The COVID-19 crisis created the opportunity to test some of the basic premises of SDT at a population level and over an extensive period. The available research points to three key findings [5]. First, the benefits of autonomous motivation emerge for different relevant health behaviors during the COVID-19 crisis, such as adherence to safety measures (e.g., wearing face masks, keeping distance, and time spent at home; [1, 15]) and the acceptance of the vaccine [2, 16]. Second, the benefits of autonomous motivation are not just short-lived but also relate to long-term desirable outcomes, including a lower likelihood of infection and the acceptance of a booster vaccine [17]. Third, the beneficial role of autonomous motivation was not only observed at the between-person but also at the between-day level. That is, day-to-day variability in the autonomous motivation of the population predicts corresponding day-to-day variation in critical epidemiological parameters (i.e., lower infection and hospitalization rates) several weeks later [18]. Overall, these findings confirm that the benefits of autonomous motivation are wide-ranging, long-lasting, and robust.

Risk perception as a motivational resource

The key aim of the present study was to examine the role of risk perception as a critical driver for autonomous motivation. Within different models of health behavior, such as the health belief model [4] and the health action process approach [19], risk perception refers to the judgments and assessments of an individual about potential threats and their short and long-term consequences. Applied to the COVID-19 context [20], risk perception involves two aspects, that is, the probability of being infected by the virus (i.e., personal vulnerability, infection probability) and the perceived severity of the symptoms after actual infection (i.e., severity). Both aspects can be estimated with respect to one’s personal situation and the population at large. Importantly, perceived risk can be different from actual objective risk [21, 22].

Risk perception has generally been found to be an important predictor of health behavior [23, 24], with action planning and coping planning as intermediate steps needed to guarantee that perceived risk translates into actual behavior [19]. In the present study, we aimed to systematically investigate the link between risk perception, autonomous motivation, and adherence to behavioral measures during the COVID-19 pandemic. We assumed that high perceived risks would provide a legitimate reason for people to endorse the importance (i.e., to internalize) of prescribed health-protective behaviors. Wise et al. [24] provided some preliminary evidence for this assumption by showing that individuals who perceived higher risks for themselves or for the population also found it more valuable and meaningful to conform to the recommended safety measures during the pandemic. A similar pattern of findings was observed for vaccine uptake. Individuals who anticipated becoming severely ill after infection reported higher autonomous motivation for vaccination uptake, which eventually predicted a higher effective uptake of the vaccine [2].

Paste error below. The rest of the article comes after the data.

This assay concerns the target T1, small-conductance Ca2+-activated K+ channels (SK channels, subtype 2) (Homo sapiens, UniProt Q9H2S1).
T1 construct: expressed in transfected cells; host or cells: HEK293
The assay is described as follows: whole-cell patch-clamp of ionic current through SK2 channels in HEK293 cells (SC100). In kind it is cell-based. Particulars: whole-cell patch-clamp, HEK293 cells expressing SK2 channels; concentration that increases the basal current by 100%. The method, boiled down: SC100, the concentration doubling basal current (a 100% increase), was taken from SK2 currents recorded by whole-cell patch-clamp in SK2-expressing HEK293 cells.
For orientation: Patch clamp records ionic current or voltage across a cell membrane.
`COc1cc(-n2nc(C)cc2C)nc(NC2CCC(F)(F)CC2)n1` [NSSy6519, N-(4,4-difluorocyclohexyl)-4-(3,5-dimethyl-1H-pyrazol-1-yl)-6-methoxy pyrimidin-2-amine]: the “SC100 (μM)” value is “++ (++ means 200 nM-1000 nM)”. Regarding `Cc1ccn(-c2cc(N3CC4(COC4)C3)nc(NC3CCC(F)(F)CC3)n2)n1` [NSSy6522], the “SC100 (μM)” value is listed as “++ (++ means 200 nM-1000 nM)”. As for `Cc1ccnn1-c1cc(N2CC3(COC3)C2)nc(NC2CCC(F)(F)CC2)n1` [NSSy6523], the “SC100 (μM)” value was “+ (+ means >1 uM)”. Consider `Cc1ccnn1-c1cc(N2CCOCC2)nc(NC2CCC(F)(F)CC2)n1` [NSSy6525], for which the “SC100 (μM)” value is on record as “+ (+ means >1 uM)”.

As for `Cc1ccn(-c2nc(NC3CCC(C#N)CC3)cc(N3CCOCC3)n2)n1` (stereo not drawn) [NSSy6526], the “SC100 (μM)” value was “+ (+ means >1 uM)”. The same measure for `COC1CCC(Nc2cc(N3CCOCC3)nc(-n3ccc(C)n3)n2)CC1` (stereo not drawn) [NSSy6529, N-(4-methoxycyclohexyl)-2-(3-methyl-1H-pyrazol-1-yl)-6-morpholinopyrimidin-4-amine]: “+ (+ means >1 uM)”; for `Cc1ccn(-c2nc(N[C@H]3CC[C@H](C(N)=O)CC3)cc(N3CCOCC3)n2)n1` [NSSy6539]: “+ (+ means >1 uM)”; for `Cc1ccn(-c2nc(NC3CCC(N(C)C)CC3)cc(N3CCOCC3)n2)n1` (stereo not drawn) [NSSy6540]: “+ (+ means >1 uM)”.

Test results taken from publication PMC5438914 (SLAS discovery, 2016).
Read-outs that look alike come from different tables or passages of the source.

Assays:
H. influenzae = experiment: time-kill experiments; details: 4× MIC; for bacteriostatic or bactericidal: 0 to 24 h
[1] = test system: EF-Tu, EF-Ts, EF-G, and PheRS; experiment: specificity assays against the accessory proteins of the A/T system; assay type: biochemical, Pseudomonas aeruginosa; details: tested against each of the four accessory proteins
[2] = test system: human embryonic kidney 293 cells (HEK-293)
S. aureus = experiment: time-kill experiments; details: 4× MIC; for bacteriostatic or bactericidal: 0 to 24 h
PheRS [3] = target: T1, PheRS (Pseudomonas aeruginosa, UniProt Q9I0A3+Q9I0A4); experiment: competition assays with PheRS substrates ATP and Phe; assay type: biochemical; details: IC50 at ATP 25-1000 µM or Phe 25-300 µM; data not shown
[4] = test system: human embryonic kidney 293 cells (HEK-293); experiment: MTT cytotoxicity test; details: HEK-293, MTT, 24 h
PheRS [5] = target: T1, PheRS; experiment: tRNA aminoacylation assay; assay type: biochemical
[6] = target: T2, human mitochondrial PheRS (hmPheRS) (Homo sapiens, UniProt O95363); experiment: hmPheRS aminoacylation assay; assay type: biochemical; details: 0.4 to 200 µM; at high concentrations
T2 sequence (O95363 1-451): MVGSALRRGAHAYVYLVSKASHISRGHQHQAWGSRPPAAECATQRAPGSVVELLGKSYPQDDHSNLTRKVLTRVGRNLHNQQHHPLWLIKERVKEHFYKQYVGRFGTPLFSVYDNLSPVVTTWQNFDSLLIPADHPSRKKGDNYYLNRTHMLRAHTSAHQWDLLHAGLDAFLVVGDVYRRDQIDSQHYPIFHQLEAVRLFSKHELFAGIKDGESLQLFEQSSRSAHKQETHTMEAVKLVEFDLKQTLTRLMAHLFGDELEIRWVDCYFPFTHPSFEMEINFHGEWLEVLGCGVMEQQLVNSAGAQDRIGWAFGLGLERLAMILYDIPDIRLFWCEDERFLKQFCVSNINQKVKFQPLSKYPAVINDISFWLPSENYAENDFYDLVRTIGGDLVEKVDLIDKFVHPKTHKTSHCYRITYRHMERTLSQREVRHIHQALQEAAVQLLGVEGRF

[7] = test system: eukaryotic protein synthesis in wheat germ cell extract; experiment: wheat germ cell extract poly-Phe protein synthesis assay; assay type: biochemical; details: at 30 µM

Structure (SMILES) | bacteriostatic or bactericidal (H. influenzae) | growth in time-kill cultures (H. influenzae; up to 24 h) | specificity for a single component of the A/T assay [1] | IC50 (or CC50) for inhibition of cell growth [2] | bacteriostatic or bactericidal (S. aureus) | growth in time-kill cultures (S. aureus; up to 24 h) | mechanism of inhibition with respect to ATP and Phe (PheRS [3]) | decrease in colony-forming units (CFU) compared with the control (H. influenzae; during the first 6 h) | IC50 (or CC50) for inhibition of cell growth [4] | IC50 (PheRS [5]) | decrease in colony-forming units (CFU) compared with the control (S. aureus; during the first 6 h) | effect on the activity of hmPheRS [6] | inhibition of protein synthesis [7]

The present study builds on this limited evidence by examining the unique and potentially different role of both aspects of risk perception as resources of autonomous motivation. Prior research indicates that perceived severity typically yields stronger associations with health behaviors than the perceived probability of infection (e.g., [20, 25, 26]). Along similar lines, the severity aspect may play a more decisive role in fostering autonomous motivation for health-protective behaviors than the perceived probability of infection. In addition, we also considered the role of people’s vaccination status and the type of circulating virus as potential moderators of the association between risk perception and autonomous motivation.

Role of the evolution of the crisis and vaccination status

Throughout the COVID-19 crisis, different virus variants became dominant at different moments in time. Because some variants were more contagious, yet less ill-making than others, changes in people’s risk perception may be noticed accordingly. Only a limited number of previous studies focused on context-dependent variation of risk perception within persons. Wise et al. [24] reported longitudinal increases in perceived risk during a period of increasing infection numbers, whereas Chen et al. [27] reported lower perceived risk after the introduction of lockdown measures. Also, levels of risk perception decreased as the crisis unfolded, presumably because people perceived the virus to be less unfamiliar and less unpredictable [28]. To illustrate, the emergence of the Omicron variant changed the trajectory of the COVID-19 pandemic [29]. Although its high contagiousness was a serious concern, people became also more optimistic as Omicron was less ill-making than previous variants [30, 31]. Yet, the literature remains scarce and no long-term studies are available so far that describe evolutions in risk perception as a function of different virus variants. Also, the question of whether the association between risk perception and autonomous motivation varies across different phases has not been addressed.